A Third World Disaster Zone: UN Report on Haiti, 2013

Haiti, the world’s oldest black republic, which is only 28 years younger than the United States of America, has been described as dysfunctional, corrupt, inhumane, and illiterate in an official United Nations report.

The UN dossier, titled “Report of the independent expert on the situation of human rights in Haiti,” was written by special envoy Michel Forst—who was then forced to resign from his position for “personal reasons”—but was most likely dismissed for daring to tell the truth, namely that the western hemisphere’s oldest black republic was little more than a disaster zone.

Extracts from Forst’s report were as follows:

“ The independent expert undertook his latest mission to Haiti from 25 November to 1 December 2012. He stayed in Port-au-Prince and travelled to Cap-Haïtien.

“In 2012, the population was hit hard once again by Cyclone Sandy, whose impact exacerbated the country’s already highly precarious living conditions, making the link between insecurity and extreme poverty, the main cause of violence against the poorest of the poor, even more evident. The population of Haiti is now waiting for a new phase to begin in the life of the country, a phase of reconstruction, economic growth and the establishment of the rule of law.

“Eight million Haitians, out of an estimated population of 10 million, live without electricity. Five million cannot read or write and are in the dark both day and night. Eight Haitians out of every 10 are living on less than $2 a day. Two percent of Haitians control 69 percent of the country’s wealth. With a working population that is put at 4.2 million, fewer than 200,000 have regular formal work.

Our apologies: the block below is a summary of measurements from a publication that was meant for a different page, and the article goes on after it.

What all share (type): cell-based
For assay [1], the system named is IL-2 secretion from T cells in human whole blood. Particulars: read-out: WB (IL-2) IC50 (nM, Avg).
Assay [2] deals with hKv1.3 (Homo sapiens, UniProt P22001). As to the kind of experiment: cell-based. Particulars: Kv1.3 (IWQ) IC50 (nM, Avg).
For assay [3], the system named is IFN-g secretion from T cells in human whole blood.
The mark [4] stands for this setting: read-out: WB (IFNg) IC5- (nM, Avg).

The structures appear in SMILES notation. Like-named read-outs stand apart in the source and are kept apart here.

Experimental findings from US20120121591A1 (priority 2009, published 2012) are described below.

“The justice system is still broadly dysfunctional and its main weaknesses are amply documented in numerous reports by experts and civil society organizations.

“Corruption, excessively long procedures, prevarication, misuse of procedures provided for under the Penal Code and the Criminal Code and ignorance of alternatives to custodial penalties: the ills are well known, as are the remedies.

“ Civil society organizations and the Office of the Ombudsperson continue to  condemn the practice whereby persons are illegally or arbitrarily arrested or detained at the request of Government Commissioners. In a State governed by the rule of law, it is unconscionable that law enforcement officials should feel that they have permission to flout the law and to behave in this manner while the judiciary stands idly. It is yet another sign of the disarray in the judicial system, given the prevailing climate of impunity.

“The Legal Service Training College is still having difficulty operating, notwithstanding the significant support provided by the international community.

“On each of his missions, the independent expert has been struck by the corrosive effect that corruption has had on the country’s judicial institutions. He continues to receive numerous reports which show that corruption remains rife at all levels.

“Numerous cases of public lynchings are reported on a regular basis. The increase in the number of such cases reflects a lack of confidence in the capacities of the police and justice system: these acts of violence and lynchings are not investigated and the perpetrators go unpunished. The independent expert is aware that prosecuting the perpetrators is often difficult, since they are anonymous crowds and the public are often reluctant to reveal their identities.

“Prison conditions, then, continue to amount to cruel, inhuman and degrading treatment within the meaning of the Convention against Torture.